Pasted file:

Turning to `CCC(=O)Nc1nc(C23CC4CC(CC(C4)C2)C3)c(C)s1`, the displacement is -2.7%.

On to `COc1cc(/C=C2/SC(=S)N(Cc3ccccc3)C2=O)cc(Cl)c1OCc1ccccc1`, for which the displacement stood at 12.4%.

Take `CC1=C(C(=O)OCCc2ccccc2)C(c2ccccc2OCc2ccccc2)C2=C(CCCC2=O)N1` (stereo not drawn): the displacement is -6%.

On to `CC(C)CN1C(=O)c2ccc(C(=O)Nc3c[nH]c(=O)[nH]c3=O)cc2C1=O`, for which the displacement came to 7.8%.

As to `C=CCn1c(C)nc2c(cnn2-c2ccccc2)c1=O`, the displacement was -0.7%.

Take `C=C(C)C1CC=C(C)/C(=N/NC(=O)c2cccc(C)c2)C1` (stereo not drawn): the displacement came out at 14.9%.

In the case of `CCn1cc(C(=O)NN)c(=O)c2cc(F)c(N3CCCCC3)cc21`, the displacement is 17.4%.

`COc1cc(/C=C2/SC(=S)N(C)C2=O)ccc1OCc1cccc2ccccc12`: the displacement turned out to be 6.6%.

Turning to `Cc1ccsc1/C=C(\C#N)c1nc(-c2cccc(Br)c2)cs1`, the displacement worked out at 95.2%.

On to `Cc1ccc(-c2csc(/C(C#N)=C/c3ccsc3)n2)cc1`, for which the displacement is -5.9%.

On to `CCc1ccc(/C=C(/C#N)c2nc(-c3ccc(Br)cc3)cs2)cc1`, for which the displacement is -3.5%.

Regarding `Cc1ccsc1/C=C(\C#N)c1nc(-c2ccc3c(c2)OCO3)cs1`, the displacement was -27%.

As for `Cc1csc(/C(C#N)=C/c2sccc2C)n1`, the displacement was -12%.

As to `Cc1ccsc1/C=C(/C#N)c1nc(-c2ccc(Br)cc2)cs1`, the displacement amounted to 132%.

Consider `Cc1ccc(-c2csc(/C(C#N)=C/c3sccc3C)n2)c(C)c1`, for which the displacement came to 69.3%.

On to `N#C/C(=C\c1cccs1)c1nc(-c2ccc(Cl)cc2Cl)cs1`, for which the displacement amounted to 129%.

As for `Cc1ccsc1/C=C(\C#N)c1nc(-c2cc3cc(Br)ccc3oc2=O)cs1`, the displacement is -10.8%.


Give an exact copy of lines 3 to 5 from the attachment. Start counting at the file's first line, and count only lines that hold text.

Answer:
Take `CC1=C(C(=O)OCCc2ccccc2)C(c2ccccc2OCc2ccccc2)C2=C(CCCC2=O)N1` (stereo not drawn): the displacement is -6%.

On to `CC(C)CN1C(=O)c2ccc(C(=O)Nc3c[nH]c(=O)[nH]c3=O)cc2C1=O`, for which the displacement came to 7.8%.

As to `C=CCn1c(C)nc2c(cnn2-c2ccccc2)c1=O`, the displacement was -0.7%.